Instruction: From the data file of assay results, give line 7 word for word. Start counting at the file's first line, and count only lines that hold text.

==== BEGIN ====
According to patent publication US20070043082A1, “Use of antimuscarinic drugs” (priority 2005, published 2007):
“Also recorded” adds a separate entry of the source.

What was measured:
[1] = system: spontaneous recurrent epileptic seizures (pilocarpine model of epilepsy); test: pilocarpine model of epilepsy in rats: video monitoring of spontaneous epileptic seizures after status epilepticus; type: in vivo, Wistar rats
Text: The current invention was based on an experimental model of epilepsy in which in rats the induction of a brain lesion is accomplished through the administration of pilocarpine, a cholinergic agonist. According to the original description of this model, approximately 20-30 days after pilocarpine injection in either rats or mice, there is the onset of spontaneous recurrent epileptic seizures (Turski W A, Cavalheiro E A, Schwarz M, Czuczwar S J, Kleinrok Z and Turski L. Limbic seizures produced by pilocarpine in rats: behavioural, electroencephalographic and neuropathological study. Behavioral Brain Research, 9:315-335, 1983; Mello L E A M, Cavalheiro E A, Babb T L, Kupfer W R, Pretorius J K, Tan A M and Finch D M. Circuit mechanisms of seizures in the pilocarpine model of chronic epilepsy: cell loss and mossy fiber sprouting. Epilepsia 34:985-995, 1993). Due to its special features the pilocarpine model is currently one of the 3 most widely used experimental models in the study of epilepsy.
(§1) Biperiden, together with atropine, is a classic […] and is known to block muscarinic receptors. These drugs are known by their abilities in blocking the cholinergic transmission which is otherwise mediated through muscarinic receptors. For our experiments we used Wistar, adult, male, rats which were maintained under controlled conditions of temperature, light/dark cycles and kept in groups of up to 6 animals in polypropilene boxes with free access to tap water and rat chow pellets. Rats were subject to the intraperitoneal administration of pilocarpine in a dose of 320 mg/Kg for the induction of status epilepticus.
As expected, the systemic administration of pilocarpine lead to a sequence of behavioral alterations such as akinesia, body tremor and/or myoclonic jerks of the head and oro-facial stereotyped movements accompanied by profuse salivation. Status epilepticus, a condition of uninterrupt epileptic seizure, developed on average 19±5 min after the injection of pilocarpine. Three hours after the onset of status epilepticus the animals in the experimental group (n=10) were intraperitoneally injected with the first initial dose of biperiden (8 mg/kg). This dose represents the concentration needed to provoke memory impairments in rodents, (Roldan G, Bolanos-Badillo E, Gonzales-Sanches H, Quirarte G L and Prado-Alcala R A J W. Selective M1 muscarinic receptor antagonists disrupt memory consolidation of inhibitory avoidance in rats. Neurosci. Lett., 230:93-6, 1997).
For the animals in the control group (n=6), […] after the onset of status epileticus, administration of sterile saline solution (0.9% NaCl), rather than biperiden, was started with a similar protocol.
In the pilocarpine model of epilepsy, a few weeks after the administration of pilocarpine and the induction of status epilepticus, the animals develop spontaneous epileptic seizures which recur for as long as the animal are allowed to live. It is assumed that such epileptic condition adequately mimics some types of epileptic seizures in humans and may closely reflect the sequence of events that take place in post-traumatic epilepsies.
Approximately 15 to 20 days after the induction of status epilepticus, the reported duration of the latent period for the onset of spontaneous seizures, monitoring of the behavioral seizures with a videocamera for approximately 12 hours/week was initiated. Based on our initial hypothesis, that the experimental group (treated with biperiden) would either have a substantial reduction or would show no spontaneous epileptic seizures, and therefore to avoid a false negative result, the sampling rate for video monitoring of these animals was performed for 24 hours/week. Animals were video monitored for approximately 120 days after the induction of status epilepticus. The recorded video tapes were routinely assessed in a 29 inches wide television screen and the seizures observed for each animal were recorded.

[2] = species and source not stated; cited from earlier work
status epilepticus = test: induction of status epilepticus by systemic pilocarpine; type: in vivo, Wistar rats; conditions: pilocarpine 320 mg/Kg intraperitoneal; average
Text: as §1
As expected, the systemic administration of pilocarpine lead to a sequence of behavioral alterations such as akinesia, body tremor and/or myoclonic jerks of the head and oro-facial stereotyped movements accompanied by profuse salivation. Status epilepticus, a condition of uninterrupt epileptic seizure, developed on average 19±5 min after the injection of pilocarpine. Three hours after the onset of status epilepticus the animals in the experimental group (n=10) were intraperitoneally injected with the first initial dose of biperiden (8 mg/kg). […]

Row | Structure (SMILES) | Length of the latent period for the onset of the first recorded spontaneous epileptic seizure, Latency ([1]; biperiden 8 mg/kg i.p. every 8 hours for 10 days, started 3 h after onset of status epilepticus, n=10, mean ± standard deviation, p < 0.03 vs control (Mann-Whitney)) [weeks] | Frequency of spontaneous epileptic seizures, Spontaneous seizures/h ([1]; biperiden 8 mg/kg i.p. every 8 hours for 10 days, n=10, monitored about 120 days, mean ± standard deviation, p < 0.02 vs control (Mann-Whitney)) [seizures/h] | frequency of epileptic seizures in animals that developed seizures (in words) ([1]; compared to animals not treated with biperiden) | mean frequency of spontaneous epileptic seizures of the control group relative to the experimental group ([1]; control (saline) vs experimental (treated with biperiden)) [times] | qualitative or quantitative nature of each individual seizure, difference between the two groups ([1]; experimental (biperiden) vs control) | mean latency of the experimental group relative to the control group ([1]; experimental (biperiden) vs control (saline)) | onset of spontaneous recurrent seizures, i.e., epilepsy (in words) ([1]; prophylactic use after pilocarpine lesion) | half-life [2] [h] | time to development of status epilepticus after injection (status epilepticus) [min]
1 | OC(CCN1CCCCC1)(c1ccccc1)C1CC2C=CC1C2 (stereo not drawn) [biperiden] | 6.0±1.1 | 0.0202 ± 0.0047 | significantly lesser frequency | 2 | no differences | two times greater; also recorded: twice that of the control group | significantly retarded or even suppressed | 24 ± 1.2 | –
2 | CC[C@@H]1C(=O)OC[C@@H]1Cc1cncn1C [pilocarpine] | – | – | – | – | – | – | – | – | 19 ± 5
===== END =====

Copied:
As expected, the systemic administration of pilocarpine lead to a sequence of behavioral alterations such as akinesia, body tremor and/or myoclonic jerks of the head and oro-facial stereotyped movements accompanied by profuse salivation. Status epilepticus, a condition of uninterrupt epileptic seizure, developed on average 19±5 min after the injection of pilocarpine. Three hours after the onset of status epilepticus the animals in the experimental group (n=10) were intraperitoneally injected with the first initial dose of biperiden (8 mg/kg). This dose represents the concentration needed to provoke memory impairments in rodents, (Roldan G, Bolanos-Badillo E, Gonzales-Sanches H, Quirarte G L and Prado-Alcala R A J W. Selective M1 muscarinic receptor antagonists disrupt memory consolidation of inhibitory avoidance in rats. Neurosci. Lett., 230:93-6, 1997).